This book offers a practical guide to the computational methods at the heart of most modern quantitative research. It will be essential reading for research assistants needing hands-on experience; students entering PhD programs in business, economics, and other social or natural sciences; and those seeking quantitative jobs in industry. No background in computer science is assumed; a learner need only have a computer with access to the Internet.
In Software Abstractions Daniel Jackson introduces an approach to software design that draws on traditional formal methods but exploits automated tools to find flaws as early as possible. This approach—which Jackson calls “lightweight formal methods” or “agile modeling”—takes from formal specification the idea of a precise and expressive notation based on a tiny core of simple and robust concepts but replaces conventional analysis based on theorem proving with a fully automated analysis that gives designers immediate feedback.
Spreadsheets are used daily by millions of people for tasks that range from organizing a list of addresses to carrying out complex economic simulations. Spreadsheet programs are easy to learn and convenient to use because they have a clear visual model and a simple efficient underlying computational model. Yet although the basic spreadsheet model could be extended, improved, or otherwise experimented with in many ways, there is no coherently designed, reasonably efficient open source spreadsheet implementation that is a suitable platform for such experiments.
This text is a guide to the foundations of method engineering, a developing field concerned with the definition of techniques for designing software systems. The approach is based on metamodeling, the construction of a model about a collection of other models. The book applies the metamodeling approach in five case studies, each describing a solution to a problem in a specific domain. Suitable for classroom use, the book is also useful as a reference for practitioners.
After completing this self-contained course on server-based Internet applications software, students who start with only the knowledge of how to write and debug a computer program will have learned how to build web-based applications on the scale of Amazon.com. Unlike the desktop applications that most students have already learned to build, server-based applications have multiple simultaneous users.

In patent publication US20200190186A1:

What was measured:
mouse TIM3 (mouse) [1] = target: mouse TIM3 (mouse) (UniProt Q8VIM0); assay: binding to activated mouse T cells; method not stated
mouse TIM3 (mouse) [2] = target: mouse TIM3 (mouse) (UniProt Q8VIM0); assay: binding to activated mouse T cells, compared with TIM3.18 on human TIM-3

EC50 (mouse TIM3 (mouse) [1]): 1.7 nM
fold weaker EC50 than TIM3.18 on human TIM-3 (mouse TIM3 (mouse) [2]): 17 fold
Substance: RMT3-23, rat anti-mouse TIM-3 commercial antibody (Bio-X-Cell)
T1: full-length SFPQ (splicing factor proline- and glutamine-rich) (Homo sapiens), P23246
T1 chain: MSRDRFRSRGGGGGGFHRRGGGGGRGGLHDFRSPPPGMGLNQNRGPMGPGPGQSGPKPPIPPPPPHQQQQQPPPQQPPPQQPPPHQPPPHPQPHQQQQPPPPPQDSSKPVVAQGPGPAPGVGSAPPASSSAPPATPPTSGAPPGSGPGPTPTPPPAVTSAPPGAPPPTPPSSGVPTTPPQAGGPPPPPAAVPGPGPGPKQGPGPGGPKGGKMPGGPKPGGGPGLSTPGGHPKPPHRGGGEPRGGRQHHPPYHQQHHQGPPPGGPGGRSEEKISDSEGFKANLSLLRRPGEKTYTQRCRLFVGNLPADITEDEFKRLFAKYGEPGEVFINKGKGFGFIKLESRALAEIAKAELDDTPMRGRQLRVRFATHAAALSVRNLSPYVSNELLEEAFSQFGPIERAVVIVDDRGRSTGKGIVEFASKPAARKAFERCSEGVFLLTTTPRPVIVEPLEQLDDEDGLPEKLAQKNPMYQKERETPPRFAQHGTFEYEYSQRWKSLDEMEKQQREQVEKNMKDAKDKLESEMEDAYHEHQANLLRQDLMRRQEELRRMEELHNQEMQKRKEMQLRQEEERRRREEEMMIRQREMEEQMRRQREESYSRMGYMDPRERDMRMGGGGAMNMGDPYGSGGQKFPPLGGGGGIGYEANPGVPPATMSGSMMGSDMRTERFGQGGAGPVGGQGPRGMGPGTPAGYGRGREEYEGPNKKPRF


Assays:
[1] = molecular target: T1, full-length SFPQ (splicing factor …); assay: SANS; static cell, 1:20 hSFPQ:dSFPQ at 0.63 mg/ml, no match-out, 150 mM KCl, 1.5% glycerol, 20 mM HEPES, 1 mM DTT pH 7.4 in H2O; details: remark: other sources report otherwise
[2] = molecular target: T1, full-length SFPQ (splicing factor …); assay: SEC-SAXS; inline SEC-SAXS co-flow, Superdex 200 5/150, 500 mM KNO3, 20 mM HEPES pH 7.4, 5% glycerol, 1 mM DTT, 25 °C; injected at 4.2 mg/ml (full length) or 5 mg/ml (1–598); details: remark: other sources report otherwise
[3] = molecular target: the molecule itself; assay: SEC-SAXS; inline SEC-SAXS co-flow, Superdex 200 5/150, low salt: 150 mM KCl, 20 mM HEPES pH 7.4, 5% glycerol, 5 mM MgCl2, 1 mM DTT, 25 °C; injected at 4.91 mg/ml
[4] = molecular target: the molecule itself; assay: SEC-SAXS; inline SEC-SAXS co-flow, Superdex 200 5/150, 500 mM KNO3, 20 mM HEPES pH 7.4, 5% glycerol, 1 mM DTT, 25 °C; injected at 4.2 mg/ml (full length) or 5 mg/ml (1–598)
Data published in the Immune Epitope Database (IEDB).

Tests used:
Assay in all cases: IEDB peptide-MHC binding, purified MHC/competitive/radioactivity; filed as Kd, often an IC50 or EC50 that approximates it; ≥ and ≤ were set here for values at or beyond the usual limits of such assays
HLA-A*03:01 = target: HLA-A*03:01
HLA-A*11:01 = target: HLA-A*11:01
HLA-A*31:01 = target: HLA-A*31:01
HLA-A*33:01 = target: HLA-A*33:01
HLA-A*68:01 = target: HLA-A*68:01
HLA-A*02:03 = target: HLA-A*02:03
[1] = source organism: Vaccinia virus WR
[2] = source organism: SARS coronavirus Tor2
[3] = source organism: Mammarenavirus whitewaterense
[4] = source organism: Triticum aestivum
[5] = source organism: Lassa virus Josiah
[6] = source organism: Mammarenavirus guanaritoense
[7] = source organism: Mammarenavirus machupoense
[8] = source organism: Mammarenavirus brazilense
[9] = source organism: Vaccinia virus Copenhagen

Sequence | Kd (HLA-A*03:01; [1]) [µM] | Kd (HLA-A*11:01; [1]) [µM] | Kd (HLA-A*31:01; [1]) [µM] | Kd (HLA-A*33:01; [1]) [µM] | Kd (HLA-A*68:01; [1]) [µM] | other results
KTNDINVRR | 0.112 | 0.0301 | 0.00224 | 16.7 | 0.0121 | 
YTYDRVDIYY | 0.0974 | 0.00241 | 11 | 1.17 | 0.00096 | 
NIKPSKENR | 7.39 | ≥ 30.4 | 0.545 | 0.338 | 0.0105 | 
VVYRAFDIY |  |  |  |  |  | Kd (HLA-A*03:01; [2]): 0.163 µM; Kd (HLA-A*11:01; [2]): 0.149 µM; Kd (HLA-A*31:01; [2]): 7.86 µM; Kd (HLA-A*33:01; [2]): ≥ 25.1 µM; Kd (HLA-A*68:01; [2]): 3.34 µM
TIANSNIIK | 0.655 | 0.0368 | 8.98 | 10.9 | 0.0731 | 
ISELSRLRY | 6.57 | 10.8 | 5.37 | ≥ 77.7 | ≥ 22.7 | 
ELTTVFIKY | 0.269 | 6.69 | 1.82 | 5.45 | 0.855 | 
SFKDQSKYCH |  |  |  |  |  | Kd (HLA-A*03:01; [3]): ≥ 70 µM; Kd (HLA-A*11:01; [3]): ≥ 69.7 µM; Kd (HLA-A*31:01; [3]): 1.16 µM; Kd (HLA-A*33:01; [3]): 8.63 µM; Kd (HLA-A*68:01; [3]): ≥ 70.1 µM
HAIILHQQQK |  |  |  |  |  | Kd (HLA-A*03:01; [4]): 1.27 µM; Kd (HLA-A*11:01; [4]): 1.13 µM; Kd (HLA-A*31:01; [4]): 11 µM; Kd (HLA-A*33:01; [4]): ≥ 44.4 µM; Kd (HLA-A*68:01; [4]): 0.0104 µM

The study of type systems for programming languages now touches many areas of computer science, from language design and implementation to software engineering, network security, databases, and analysis of concurrent and distributed systems. This book offers accessible introductions to key ideas in the field, with contributions by experts on each topic.
This innovative text presents computer programming as a unified discipline in a way that is both practical and scientifically sound. The book focuses on techniques of lasting value and explains them precisely in terms of a simple abstract machine. The book presents all major programming paradigms in a uniform framework that shows their deep relationships and how and where to use them together. After an introduction to programming concepts, the book presents both well-known and lesser-known computation models ("programming paradigms").
Failed or abandoned software development projects cost the U.S. economy alone billions of dollars a year. In Software Development Failures, Kweku Ewusi-Mensah offers an empirically grounded study that suggests why these failures happen and how they can be avoided.
A type system is a syntactic method for automatically checking the absence of certain erroneous behaviors by classifying program phrases according to the kinds of values they compute. The study of type systems—and of programming languages from a type-theoretic perspective—has important applications in software engineering, language design, high-performance compilers, and security.
Structure and Interpretation of Computer Programs has had a dramatic impact on computer science curricula over the past decade. This long-awaited revision contains changes throughout the text. There are new implementations of most of the major programming systems in the book, including the interpreters and compilers, and the authors have incorporated many small changes that reflect their experience teaching the course at MIT since the first edition was published.